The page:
Quortus, which markets a standalone EPC (Evolved Packet Core) in software, has taken its software core capability right to the edge of the network by integrating its solution onto a small cell SoC platform from Cavium.
What this means is that a small cell built on Cavium’s OCTEON Fusion processor that has Quortus’ software EPC embedded will have the capability to provide full service and network functionality.
A release from the two companies put it like this:
By embedding Quortus’ EPC on the OCTEON Fusion processor, the entire functionality of a mobile network can be held on the same chip; this means that a single small cell can become a highly portable mobile network. Furthermore, placing the radio and core layer on the same chip reduces the complexity of interaction between both layers, enabling the implementation of advanced functionality such as meshing, macro mobility and satellite backhaul optimisation features in a more efficient way.
That could allow for a small cell to be deployed in a stand alone manner, perhaps for public safety, emergency coverage or disaster relief, authenticating and providing service to users and SIMs without the need (or with a greatly reduced need) for satellite backhaul or IP connectivity to centralised core elements.
Small cell solutions are often used in disaster scenarios to provide areas of connectivity – for instance Vodafone’s Network in a Box solution was provided to the UN after 2012’s typhoon in the Philippines. In that instance, a satellite backhaul connection carried connections back to Smart’s core, allowing existing Smart subscribers to be authenticated to the central core. This meant they could make and receive calls to relatives, and receive money transfers. An edge core capability that authenticates a user where necessary over satellite backhaul could in theory provide more of a complete network in rural and remote areas, handling hand-overs and mobility management, with an HSS function providing subscriber management.
Quortus calls its public safety and military applications “tactical solutions” and says this Cavium integration would be ideally suited to Goverment or public safety applications. Other uses for Quortus’ technology include providing a private network capability for large enterprises, for example using local call handling to provide PBX functionality to mobile phones, and providing rural or remote connectivity or capacity.
Although this is a use-case specific implementation of software from Quortus and Cavium, Cavium is not the only processor company that has looked to embed increased software functionality at chip level into small cells. As long ago as early 2012, prior to Ubiquisys’ acquisition by Cisco, Intel and Ubiquisys were showing a small design that integrated Intel’s Atom processor to build an “intelligent” small cell, demoing edge-based applications from the likes of Edge Datacomms. A year later the company was demonstrating Quortus’ enterprise integration features on its Smart Cell.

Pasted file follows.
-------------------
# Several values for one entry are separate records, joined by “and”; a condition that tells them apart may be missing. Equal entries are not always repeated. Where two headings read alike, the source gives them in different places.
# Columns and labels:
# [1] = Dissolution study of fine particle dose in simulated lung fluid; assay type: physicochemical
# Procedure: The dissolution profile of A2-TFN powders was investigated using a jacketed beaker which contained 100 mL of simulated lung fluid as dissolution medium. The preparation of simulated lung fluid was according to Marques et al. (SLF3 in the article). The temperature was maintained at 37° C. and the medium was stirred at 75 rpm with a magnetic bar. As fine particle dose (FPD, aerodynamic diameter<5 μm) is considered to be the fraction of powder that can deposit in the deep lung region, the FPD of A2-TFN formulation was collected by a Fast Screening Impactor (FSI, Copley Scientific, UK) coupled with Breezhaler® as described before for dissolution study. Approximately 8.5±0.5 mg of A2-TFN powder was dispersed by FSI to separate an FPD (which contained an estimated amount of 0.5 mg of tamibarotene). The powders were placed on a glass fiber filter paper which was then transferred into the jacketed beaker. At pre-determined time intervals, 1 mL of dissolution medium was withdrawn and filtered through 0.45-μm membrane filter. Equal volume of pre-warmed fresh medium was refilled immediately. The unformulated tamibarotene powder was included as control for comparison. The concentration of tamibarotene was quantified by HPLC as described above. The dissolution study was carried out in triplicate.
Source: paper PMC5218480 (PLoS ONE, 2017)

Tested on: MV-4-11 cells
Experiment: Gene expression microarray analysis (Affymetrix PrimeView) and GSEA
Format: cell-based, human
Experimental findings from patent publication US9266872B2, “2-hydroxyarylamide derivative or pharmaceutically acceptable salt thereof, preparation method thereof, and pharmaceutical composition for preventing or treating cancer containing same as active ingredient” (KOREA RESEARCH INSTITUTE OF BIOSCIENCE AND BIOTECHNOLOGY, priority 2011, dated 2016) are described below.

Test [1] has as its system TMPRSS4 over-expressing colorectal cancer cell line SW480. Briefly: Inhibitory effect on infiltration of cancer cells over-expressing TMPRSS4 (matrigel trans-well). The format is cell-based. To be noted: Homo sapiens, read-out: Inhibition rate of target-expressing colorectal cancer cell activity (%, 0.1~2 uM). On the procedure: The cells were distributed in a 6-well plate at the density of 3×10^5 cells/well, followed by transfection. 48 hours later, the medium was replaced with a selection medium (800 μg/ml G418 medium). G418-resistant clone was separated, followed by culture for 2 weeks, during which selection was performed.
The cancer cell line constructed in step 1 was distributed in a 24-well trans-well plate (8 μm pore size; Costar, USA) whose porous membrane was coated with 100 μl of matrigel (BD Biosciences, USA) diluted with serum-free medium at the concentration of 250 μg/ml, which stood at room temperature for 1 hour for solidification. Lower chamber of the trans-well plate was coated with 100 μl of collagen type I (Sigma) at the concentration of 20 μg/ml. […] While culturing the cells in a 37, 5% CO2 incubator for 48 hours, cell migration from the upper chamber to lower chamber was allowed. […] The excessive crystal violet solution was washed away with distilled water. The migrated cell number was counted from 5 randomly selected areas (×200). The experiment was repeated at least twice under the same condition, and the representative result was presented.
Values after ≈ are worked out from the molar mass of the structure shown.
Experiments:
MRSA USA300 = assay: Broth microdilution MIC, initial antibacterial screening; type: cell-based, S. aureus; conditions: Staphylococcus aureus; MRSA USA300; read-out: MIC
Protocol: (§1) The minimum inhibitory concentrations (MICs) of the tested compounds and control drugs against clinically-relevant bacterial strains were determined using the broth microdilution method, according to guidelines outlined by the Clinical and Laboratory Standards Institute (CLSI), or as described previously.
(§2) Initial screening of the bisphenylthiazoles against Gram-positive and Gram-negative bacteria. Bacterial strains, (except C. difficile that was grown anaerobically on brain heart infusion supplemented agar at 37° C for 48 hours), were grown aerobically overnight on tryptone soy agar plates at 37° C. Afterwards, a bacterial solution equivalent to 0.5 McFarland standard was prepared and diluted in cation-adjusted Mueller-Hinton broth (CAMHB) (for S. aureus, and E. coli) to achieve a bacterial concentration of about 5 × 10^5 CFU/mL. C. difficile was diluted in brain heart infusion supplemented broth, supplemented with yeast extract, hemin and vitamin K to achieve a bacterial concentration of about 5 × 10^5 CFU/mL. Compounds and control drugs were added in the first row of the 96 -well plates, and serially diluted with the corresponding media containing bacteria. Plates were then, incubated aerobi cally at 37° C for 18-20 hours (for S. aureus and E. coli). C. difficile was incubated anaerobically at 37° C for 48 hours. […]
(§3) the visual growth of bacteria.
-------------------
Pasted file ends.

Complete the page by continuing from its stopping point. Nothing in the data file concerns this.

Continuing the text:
Intel is also building up a portfolio of partners who use its platforms to carry out edge-based operations – such as caching, data optimisation, security, or hosting of localised services – either embedded within the individual small cells themselves or on nodes that control bunches of small cells.
So we can expect to see more approaches that enable operators to take advantage of small cells to site functions and services closer to the edge – including in a virtualised manner on common hardware elements. We are seeing something of that ilk with Nokia’s Liquid Apps strategy – which started as a macro-based product and which the company is also now positioning as a viable platform to provide services to its small cell FlexiZones.
These approaches use a controller or “anchor” node to act as a localised point of presence to clusters of small cells, or if integrated into a small cell rely on the talents of a system integrator to bring the elements together. But integrating both LTE RAN and EPC onto a single chip design, as Cavium and Quortus have done in this instance, seems to be a first.
Andy Odgers, CEO Quortus, says, “There are some ground rules, you can’t push authentication down to the edge where the small cell is effectively CPE, there are some legal intercept matters, but generically speaking you are trying to save on satellite back-haul, so to offload or aggregate signalling, be that iuH or S1, or do voice and data offload, call handover without the troubling core – these are all thing that don’t impact authentication or security.”
“But the benefits of doing the things we’ve talked about – meshing vehicles, voice data offload, satellite optimisation… that’s what we do. The feedback we get is that people are always fascinated about what can put on the chip and the applications for that.”
A complete “network in a box” approach has limited use cases, for sure, but the distribution of intelligence across the network, even to the device, is a current topic of consideration for network planners looking at small cell and Cloud RAN architectures, and is one of the topics the Small Cell Forum will look at within its Release 5 programme. The availability of software that can take advantage of processing platforms with the required power to enable localised and virtualised functions may be part of that discussion.
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